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SYnergies through Merging BIOlogical and biogeochemical expertise in COral REsearch

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Coral conservation expertise exchanged

Coral reefs are among the most diverse and productive aquatic ecosystems on Earth and directly support the livelihood of more than a quarter of a billion people worldwide. In the light of climate change and the dramatic decline of coral reef health in recent years, research efforts increasingly focus on the future diversity, functioning and ultimately sustainability of these ecosystems.

Climate Change and Environment
Food and Natural Resources

The existence of coral reefs is largely dependent upon a symbiotic relationship between cnidarian corals and single celled microalgae (genus Symbiodinium), generally called zooxanthellae. Scientists are only just beginning to understand the complexities of this symbiosis and how it will respond to changes in the environment, such as from climate change. This challenge was addressed by the EU-funded project SYMBIOCORE (Synergies through merging biological and biogeochemical expertise in coral research). The aim was to facilitate exchanges between experts from scientific institutes based in Australia, Brazil, Germany, Portugal, the United Kingdom and the United States. These exchanges have enabled joint research expeditions to conduct extensive studies on major reef systems, including Brazil's Abrolhos archipelago and Australia’s Great Barrier Reef. The result has been an increase in the number of researchers with specialised training in photophysiology, genetics, metabolomics and experimental procedures. SYMBIOCORE has also contributed to a greater understanding of thermosensitivity in corals, the impact of climate change and ocean acidification on symbiont-coral associations. In addition, new ways of examining Symbiodinium diversity were considered based on functional traits and improved methods devised for the in-situ study of bleached corals. New molecular tools were also developed to study phenotypic plasticity. Understanding the basic biological mechanisms that lead to coral bleaching are key for reef conservation and to predict responses to future changes. One important finding was the discovery that free-living Symbiodinium populations can drive calcification without a coral host. This finding, which was published in a leading scientific journal, has important implications for understanding coral ecology and evolution. SYMBIOCORE was a successful multidisciplinary initiative that enabled scientists to exchange information in the field of coral research. Through workshops, seminars and researcher exchanges it increased the knowledge of the partners involved and boosted the ability of the European Research Area to develop better models of the host/symbiont relationship in order to better protect coral reefs and associated ecosystems.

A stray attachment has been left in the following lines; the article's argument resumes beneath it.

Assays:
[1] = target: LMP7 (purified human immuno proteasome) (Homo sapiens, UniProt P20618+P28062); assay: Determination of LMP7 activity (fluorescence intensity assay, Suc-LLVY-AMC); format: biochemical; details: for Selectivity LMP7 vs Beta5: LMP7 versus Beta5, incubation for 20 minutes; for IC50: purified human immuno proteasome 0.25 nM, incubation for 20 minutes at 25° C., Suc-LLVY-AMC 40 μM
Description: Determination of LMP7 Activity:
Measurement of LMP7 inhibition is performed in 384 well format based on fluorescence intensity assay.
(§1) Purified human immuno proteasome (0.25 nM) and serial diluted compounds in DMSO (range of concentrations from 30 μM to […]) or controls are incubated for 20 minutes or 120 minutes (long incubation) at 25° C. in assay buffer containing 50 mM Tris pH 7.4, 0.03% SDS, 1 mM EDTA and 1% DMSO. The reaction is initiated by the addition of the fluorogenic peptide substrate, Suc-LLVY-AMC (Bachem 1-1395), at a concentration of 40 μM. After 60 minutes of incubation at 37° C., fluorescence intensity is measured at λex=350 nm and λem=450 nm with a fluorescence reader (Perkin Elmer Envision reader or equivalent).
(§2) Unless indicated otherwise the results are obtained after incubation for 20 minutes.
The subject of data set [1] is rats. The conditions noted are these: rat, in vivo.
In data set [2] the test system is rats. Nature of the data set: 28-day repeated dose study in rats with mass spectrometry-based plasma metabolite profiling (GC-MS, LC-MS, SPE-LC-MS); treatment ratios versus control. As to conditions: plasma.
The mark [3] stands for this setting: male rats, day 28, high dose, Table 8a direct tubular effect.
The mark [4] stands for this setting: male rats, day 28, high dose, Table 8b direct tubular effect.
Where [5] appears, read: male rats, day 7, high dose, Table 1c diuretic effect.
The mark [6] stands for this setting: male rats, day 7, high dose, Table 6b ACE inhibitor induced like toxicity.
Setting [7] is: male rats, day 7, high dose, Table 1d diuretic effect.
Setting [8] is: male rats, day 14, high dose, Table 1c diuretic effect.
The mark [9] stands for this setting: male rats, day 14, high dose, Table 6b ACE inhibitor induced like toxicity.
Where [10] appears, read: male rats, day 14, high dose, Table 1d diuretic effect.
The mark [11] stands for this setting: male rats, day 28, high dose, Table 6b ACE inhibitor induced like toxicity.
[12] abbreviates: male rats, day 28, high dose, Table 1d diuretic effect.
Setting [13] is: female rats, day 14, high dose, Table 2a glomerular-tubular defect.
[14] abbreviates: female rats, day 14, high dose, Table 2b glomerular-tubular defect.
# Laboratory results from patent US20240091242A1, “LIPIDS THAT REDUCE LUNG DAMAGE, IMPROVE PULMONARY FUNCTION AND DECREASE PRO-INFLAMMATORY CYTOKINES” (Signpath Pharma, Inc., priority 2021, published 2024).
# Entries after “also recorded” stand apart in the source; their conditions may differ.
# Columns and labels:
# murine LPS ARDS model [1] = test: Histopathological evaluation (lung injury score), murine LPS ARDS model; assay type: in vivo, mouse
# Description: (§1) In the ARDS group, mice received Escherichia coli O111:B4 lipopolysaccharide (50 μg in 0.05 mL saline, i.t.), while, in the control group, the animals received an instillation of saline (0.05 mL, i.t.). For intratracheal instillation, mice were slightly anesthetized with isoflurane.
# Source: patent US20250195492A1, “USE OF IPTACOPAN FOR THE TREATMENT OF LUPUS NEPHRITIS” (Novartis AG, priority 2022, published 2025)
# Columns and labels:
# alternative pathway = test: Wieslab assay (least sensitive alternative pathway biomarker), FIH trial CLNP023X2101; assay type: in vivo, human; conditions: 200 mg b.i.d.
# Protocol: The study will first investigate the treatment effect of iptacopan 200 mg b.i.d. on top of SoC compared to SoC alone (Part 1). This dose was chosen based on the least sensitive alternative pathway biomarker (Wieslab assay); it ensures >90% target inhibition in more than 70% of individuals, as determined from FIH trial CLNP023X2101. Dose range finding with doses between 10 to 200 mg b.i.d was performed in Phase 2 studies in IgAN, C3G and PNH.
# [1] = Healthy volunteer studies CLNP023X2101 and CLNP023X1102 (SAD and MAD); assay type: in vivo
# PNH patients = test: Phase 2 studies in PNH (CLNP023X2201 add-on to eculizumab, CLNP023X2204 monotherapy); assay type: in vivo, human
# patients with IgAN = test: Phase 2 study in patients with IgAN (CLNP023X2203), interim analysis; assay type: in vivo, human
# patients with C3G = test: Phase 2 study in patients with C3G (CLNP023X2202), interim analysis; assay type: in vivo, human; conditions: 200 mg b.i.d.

Coral reefs, Coral holobiont, Symbiodinium, Climate change, Coral bleaching, SYMBIOCORE

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